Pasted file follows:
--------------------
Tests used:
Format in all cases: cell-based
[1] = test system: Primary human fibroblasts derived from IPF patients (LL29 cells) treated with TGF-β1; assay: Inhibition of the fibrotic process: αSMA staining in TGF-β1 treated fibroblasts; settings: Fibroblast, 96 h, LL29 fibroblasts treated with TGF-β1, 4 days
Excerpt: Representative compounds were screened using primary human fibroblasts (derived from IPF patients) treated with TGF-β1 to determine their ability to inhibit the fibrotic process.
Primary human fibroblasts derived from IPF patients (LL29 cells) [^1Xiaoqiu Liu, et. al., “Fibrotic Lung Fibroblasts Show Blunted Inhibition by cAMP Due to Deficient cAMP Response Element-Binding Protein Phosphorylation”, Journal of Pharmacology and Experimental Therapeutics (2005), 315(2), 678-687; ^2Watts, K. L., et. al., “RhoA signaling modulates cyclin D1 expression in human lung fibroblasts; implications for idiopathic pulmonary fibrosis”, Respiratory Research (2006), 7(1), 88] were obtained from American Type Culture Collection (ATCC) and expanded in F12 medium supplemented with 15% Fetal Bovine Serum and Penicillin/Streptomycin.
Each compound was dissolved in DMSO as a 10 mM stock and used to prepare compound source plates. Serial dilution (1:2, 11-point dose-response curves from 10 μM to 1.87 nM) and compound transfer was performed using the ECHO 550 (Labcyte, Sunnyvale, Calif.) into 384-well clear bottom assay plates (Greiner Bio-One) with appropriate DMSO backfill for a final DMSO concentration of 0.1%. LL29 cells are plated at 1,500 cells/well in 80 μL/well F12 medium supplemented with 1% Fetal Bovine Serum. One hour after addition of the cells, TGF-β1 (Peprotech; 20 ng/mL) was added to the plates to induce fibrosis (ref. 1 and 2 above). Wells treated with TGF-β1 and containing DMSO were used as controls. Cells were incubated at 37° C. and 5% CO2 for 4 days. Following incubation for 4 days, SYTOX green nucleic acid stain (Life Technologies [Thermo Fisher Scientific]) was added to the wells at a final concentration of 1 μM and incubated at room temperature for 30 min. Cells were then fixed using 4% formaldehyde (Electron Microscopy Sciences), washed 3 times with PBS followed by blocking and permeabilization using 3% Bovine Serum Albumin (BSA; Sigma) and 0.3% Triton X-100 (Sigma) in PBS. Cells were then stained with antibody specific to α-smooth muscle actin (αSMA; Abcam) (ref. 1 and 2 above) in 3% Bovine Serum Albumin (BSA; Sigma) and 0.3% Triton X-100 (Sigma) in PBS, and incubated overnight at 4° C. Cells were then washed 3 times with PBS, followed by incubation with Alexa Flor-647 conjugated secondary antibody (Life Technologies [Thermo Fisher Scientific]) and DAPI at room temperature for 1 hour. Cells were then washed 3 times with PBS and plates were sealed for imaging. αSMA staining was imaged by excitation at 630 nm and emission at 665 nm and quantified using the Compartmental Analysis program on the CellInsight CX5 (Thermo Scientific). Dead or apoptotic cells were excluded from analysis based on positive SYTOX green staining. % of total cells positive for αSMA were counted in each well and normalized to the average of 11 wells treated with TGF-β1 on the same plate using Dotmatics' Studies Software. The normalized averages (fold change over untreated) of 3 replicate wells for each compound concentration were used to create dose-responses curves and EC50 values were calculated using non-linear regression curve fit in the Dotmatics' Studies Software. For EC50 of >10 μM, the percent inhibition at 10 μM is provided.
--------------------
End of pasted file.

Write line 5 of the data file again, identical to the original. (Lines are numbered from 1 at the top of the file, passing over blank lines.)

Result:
Primary human fibroblasts derived from IPF patients (LL29 cells) [^1Xiaoqiu Liu, et. al., “Fibrotic Lung Fibroblasts Show Blunted Inhibition by cAMP Due to Deficient cAMP Response Element-Binding Protein Phosphorylation”, Journal of Pharmacology and Experimental Therapeutics (2005), 315(2), 678-687; ^2Watts, K. L., et. al., “RhoA signaling modulates cyclin D1 expression in human lung fibroblasts; implications for idiopathic pulmonary fibrosis”, Respiratory Research (2006), 7(1), 88] were obtained from American Type Culture Collection (ATCC) and expanded in F12 medium supplemented with 15% Fetal Bovine Serum and Penicillin/Streptomycin.